Marital rape: Shrouded in deep silence
Many women suffer in silence because they don’t know how to address cases of spousal rape. But even when they speak up, does the law protect them from this?
Sandra Wekesa @wekesa_sandra
When Rose Waithera (not her real name) discovered that she had cervical cancer she automatically knew things wouldn’t be the same in her union.
With constant bleeding after sexual intercourse and the never-ending pain, she would often feel anxious every time her husband wanted to have sex.
“He was present when the doctor explained we had to stop getting intimate until I started my treatment. He knew our sex life was now about to change and he agreed to it,” she says.
However, one day after her husband came home after a night of drinking, he tried to have sex with her. Even after she tried to stop him, he still insisted and forcibly had intercourse with her.
“I kept on screaming for help, but he covered my mouth saying I would wake everyone up.
This wasn’t the first time it was happening because he would constantly do this on nights he came home late and tipsy,” she says. This went on for some time until her uterus ruptured.
Lacuna in law
“Turns out the more he forced himself on me, the more he pushed the mass in my cervix, which was causing cancer, hence leading to the rupture,” she says.
Rose, just like many women in marriages, is a victim of marital rape, non-consensual sex in which the perpetrator is the victim’s spouse.
Antony Odeck, an advocate, says the Sexual Offences Act 2006, whose purpose was to extend protection to victims of sexual offences, has, for the most part, been lauded as a progressive piece of legislation but it did not address the issue at hand.
“While the Act successfully addressed a variety of important issues for women, it would have been a golden opportunity for Kenya to address marital rape. However, the opportunity was missed.
While the initial intention was to include provisions outlawing marital rape, this provision was eventually deleted from the Bill and an explicit marital rape exemption enacted.
The effect of this exemption is to establish the basis for legal impunity for marital rape, leaving no protection for married women,” he says.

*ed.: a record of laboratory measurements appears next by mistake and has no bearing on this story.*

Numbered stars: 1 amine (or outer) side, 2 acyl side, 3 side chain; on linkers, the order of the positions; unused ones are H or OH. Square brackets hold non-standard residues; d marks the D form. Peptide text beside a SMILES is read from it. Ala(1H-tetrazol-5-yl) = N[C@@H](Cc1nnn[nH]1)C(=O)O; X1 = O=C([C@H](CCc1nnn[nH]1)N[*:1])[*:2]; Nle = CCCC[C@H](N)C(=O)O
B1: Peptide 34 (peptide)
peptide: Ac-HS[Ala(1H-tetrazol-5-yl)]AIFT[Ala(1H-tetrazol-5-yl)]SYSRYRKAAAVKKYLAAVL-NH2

He adds that this constitutes discrimination against women based on marital status and a violation of their fundamental human rights, particularly the rights to equality, dignity and bodily integrity.
“The establishment of British colonial rule in Kenya in the late 19th century was accompanied by the superimposition of English law over the indigenous people.
This resulted in legal plurality, where customary law co-exists with state law. The inherited colonial laws were infused with British values and culture.
At the time, the British concept of the family was that of a husband/wife arrangement in which the husband was the breadwinner and head of household.
In this nuclear family, the wife was the “domesticated”, economically dependent consumer,” says Odeck.
He adds that it was, therefore, inconceivable that a husband could rape his wife, as she was part of his person.
This was reinforced by customary law norms that lent credence to the idea that upon marriage, a woman became part of her husband’s property for him to do with her as he pleased.
Such set up has put women at a disadvantage, as they are unable to understand the nature of the act as in the case of Rose who did not know what she was going through was marital rape.
In other cases, women are afraid of the retaliation, discrimination and shame that surround the topic.
“Marital rape is about exerting power and control over one’s partner. Surprisingly it is more common than stranger rape, which proves it is a ‘hidden crime’,” Brian Otieno, a psychologist, says, adding that it is sad that many women across the world don’t know it is illegal, and even if they know, they are discouraged from reporting by norms and social stigma.
He says damages caused by marital rape could be far much worse than any other form of assault.
“People assume because the husband and wife already have an intimate relationship, then forced intercourse is less traumatic, but in the actual sense this form of violence could lead to fear, shock, and more often the wife might feel some sense of betrayal,” he adds.
Elsie Milimu, a gender-based violence advocate at Center for Rights Education and Awareness, says Kenyan law is inadequate to protect married women from sexual violence by their spouses.
“The Kenyan state is under obligation at the international and regional levels to enact legislation and take other measures to ensure such protection, including dealing with gender stereotypes and negative cultural attitudes and practices,” she says.
“Criminalisation of marital rape is required as a first and immediate measure to remove the marital rape exemption in the Sexual Offences Act, as this would provide married women with an avenue to access justice who they have hitherto been denied,” she says.
However, criminalisation, though necessary, is not sufficient and must be supplemented by additional measures including judicial training as well as public education and awareness-raising.